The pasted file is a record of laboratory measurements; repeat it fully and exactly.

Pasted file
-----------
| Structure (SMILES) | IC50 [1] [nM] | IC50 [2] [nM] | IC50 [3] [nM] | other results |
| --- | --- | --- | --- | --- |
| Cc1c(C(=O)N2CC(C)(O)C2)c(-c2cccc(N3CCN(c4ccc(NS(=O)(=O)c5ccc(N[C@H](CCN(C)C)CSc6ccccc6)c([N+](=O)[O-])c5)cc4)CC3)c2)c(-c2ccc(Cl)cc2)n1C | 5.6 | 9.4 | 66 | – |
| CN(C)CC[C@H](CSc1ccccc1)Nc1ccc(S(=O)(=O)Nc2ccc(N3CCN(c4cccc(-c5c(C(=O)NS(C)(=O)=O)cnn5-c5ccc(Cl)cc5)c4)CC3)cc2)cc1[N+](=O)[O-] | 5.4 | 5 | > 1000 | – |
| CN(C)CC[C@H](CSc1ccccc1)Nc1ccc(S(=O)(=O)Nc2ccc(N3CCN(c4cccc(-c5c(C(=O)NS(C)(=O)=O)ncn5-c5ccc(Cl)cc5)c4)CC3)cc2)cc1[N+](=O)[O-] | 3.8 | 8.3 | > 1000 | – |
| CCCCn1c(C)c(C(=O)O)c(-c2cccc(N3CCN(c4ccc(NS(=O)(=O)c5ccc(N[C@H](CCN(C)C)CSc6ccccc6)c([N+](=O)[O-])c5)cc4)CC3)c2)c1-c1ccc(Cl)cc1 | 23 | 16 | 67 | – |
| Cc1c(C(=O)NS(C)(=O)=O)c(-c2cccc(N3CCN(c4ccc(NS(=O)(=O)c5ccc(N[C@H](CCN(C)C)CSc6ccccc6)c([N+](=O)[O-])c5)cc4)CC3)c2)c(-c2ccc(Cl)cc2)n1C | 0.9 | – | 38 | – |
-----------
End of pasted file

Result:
| Structure (SMILES) | IC50 [1] [nM] | IC50 [2] [nM] | IC50 [3] [nM] | other results |
| --- | --- | --- | --- | --- |
| Cc1c(C(=O)N2CC(C)(O)C2)c(-c2cccc(N3CCN(c4ccc(NS(=O)(=O)c5ccc(N[C@H](CCN(C)C)CSc6ccccc6)c([N+](=O)[O-])c5)cc4)CC3)c2)c(-c2ccc(Cl)cc2)n1C | 5.6 | 9.4 | 66 | – |
| CN(C)CC[C@H](CSc1ccccc1)Nc1ccc(S(=O)(=O)Nc2ccc(N3CCN(c4cccc(-c5c(C(=O)NS(C)(=O)=O)cnn5-c5ccc(Cl)cc5)c4)CC3)cc2)cc1[N+](=O)[O-] | 5.4 | 5 | > 1000 | – |
| CN(C)CC[C@H](CSc1ccccc1)Nc1ccc(S(=O)(=O)Nc2ccc(N3CCN(c4cccc(-c5c(C(=O)NS(C)(=O)=O)ncn5-c5ccc(Cl)cc5)c4)CC3)cc2)cc1[N+](=O)[O-] | 3.8 | 8.3 | > 1000 | – |
| CCCCn1c(C)c(C(=O)O)c(-c2cccc(N3CCN(c4ccc(NS(=O)(=O)c5ccc(N[C@H](CCN(C)C)CSc6ccccc6)c([N+](=O)[O-])c5)cc4)CC3)c2)c1-c1ccc(Cl)cc1 | 23 | 16 | 67 | – |
| Cc1c(C(=O)NS(C)(=O)=O)c(-c2cccc(N3CCN(c4ccc(NS(=O)(=O)c5ccc(N[C@H](CCN(C)C)CSc6ccccc6)c([N+](=O)[O-])c5)cc4)CC3)c2)c(-c2ccc(Cl)cc2)n1C | 0.9 | – | 38 | – |